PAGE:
Harassment on the basis of race and/or color violates Title VII. Ethnic slurs, racial "jokes", offensive or derogatory comments, or other verbal or physical conduct based on an individual's race/color constitutes unlawful harassment if the conduct creates an intimidating, hostile, or offensive working environment, or interferes with the individual's work performance.

Segregation and Classification of Employees

Title VII is violated where minority employees are segregated by physically isolating them from other employees or from customer contact. Title VII also prohibits assigning primarily minorities to predominately minority establishments or geographic areas. It is also illegal to exclude minorities from certain positions or to group or categorize employees or jobs so that certain jobs are generally held by minorities. Coding applications/resumes to designate an applicant's race, by either an employer or employment agency, constitutes evidence of discrimination where minorities are excluded from employment or from certain positions.

Pre-Employment Inquiries

Requesting pre-employment information which discloses or tends to disclose an applicant's race suggests that race will be unlawfully used as a basis for hiring. Solicitation of such pre-employment information is presumed to be used as a basis for making selection decisions. Therefore, if members of minority groups are excluded from employment, the request for such pre-employment information would likely constitute evidence of discrimination.

However, employers may legitimately need information about their employees' or applicants' race for affirmative action purposes and/or to track applicant flow. One way to obtain racial information and simultaneously guard against discriminatory selection is for employers to use "tear-off sheets" for the identification of an applicant's race. After the applicant completes the application and the tear-off portion, the employer separates the tear-off sheet from the application and does not us it in the selection process.

Racial Stereotyping, Subtle Racial Bias, and Code Words

In the prototypical case, race discrimination occur when an employers rejects a member of one racial group in favor of a member of a different racial group. Thus, if an employer refuses to hire an African-American applicant because of his race and, in his place, hires a White applicant, that employer violates Title VII. Race discrimination, however, can manifest itself in a variety of ways. Discrimination is often the product of invidious stereotypes. In some cases, those stereotypes extend to all members of a disfavored group, tainting the employment prospects of any member of that group. In other cases, however, the stereotype draws a distinction between or among members of the protected group. In such a case, an employer, operating from the stereotype, may select one member of the protected group in lieu of a member of that same group. Such "intragroup" discrimination is unlawful under Title VII.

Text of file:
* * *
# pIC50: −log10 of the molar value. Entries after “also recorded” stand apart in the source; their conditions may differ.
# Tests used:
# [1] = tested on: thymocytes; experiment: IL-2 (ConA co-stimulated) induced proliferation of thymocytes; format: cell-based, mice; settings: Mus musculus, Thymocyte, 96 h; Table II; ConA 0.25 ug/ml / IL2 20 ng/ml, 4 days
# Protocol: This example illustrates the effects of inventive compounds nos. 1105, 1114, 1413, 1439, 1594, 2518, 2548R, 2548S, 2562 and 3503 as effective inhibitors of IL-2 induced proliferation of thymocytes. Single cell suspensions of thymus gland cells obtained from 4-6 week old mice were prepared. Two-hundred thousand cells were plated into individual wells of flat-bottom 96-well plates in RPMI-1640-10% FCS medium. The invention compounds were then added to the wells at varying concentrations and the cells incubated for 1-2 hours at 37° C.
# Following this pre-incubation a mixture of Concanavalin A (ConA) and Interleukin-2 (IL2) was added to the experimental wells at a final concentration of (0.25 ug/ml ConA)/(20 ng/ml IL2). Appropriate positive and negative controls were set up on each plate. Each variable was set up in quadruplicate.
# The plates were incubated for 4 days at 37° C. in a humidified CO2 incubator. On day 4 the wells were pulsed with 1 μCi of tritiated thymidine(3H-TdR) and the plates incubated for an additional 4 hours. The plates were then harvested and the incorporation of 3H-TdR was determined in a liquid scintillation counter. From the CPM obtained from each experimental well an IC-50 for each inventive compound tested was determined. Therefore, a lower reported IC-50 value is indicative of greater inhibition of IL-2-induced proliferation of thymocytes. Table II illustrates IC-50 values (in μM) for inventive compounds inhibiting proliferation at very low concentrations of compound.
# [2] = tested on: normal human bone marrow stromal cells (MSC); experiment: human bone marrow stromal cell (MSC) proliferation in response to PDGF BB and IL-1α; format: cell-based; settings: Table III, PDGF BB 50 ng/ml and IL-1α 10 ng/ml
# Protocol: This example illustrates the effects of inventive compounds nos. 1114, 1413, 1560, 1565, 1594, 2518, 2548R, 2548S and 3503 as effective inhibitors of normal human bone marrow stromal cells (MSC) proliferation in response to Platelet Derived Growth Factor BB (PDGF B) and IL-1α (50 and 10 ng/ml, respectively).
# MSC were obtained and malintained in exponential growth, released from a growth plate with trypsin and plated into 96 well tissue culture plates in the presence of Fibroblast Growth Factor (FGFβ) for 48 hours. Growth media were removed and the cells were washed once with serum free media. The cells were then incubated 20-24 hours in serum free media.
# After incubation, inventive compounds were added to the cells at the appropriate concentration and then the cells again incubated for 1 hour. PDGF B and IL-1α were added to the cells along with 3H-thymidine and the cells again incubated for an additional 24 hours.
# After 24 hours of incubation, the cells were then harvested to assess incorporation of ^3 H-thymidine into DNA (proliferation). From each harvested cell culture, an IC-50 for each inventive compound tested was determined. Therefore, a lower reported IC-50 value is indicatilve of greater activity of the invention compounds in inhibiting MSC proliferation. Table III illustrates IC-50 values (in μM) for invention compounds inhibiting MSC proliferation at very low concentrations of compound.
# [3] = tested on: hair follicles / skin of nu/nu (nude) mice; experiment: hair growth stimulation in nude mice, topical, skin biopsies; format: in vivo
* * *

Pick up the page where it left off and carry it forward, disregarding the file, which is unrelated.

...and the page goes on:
• An employer wants to hire an individual for the position of office manager. The employer is perfectly willing to hire a Black applicant for the position. The employer, however believes that certain African-American, e.g. those unwilling to assume a subservient posture, cannot be trusted. The employer interviews two African-American candidates. One of the candidates is an individual who does not assume the subservient posture preferred by the employer. The other candidate does. The employer hire the second candidate, relying on its stereotypical view that only subservient African-Americans can be trusted. The employer has engaged in unlawful discrimination under Title VII.
The view that title VII reaches discrimination against some, but not all members of the same protected group is in keeping with the Supreme court's pronouncements on the scope of title VII. The Supreme Court has made clear that Title VII protects every individual from employment discrimination. An employer may have a good hiring record with respect to members of a minority group. In a particular case, in fact, the employer may have hired a Africanof that group, while rejecting the candidacy of another group member. That does not, as a matter of law, shield the employer from a Title VII claim if the evidence shows that the employer has in fact relied upon race in making a particular employment decision.